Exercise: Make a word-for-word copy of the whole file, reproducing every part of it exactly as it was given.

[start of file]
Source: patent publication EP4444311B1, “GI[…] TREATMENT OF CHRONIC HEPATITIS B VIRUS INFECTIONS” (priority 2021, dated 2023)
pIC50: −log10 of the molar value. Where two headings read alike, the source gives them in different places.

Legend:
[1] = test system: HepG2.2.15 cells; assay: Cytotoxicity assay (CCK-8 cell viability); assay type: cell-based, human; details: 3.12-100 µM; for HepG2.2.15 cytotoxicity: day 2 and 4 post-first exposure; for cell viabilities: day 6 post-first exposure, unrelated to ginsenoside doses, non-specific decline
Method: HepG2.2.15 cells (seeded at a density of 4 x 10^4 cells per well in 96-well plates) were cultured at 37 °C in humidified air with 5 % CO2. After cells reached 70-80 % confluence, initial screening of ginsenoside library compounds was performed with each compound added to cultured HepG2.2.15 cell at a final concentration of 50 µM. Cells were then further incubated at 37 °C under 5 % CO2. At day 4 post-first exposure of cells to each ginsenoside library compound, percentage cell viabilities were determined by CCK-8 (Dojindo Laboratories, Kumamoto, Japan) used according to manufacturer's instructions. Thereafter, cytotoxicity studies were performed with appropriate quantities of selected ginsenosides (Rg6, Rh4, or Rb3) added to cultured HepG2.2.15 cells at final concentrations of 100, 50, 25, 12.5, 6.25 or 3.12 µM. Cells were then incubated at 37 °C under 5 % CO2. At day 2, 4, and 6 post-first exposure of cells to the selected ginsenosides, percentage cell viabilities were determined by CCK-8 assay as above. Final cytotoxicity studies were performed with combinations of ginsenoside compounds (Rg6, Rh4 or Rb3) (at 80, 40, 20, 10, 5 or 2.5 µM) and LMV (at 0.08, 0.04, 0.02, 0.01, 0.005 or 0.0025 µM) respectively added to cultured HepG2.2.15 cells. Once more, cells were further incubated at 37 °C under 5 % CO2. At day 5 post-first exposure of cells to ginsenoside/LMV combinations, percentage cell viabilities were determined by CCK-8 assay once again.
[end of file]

Source: patent publication EP4444311B1, “GI[…] TREATMENT OF CHRONIC HEPATITIS B VIRUS INFECTIONS” (priority 2021, dated 2023)
pIC50: −log10 of the molar value. Where two headings read alike, the source gives them in different places.

Legend:
[1] = test system: HepG2.2.15 cells; assay: Cytotoxicity assay (CCK-8 cell viability); assay type: cell-based, human; details: 3.12-100 µM; for HepG2.2.15 cytotoxicity: day 2 and 4 post-first exposure; for cell viabilities: day 6 post-first exposure, unrelated to ginsenoside doses, non-specific decline
Method: HepG2.2.15 cells (seeded at a density of 4 x 10^4 cells per well in 96-well plates) were cultured at 37 °C in humidified air with 5 % CO2. After cells reached 70-80 % confluence, initial screening of ginsenoside library compounds was performed with each compound added to cultured HepG2.2.15 cell at a final concentration of 50 µM. Cells were then further incubated at 37 °C under 5 % CO2. At day 4 post-first exposure of cells to each ginsenoside library compound, percentage cell viabilities were determined by CCK-8 (Dojindo Laboratories, Kumamoto, Japan) used according to manufacturer's instructions. Thereafter, cytotoxicity studies were performed with appropriate quantities of selected ginsenosides (Rg6, Rh4, or Rb3) added to cultured HepG2.2.15 cells at final concentrations of 100, 50, 25, 12.5, 6.25 or 3.12 µM. Cells were then incubated at 37 °C under 5 % CO2. At day 2, 4, and 6 post-first exposure of cells to the selected ginsenosides, percentage cell viabilities were determined by CCK-8 assay as above. Final cytotoxicity studies were performed with combinations of ginsenoside compounds (Rg6, Rh4 or Rb3) (at 80, 40, 20, 10, 5 or 2.5 µM) and LMV (at 0.08, 0.04, 0.02, 0.01, 0.005 or 0.0025 µM) respectively added to cultured HepG2.2.15 cells. Once more, cells were further incubated at 37 °C under 5 % CO2. At day 5 post-first exposure of cells to ginsenoside/LMV combinations, percentage cell viabilities were determined by CCK-8 assay once again.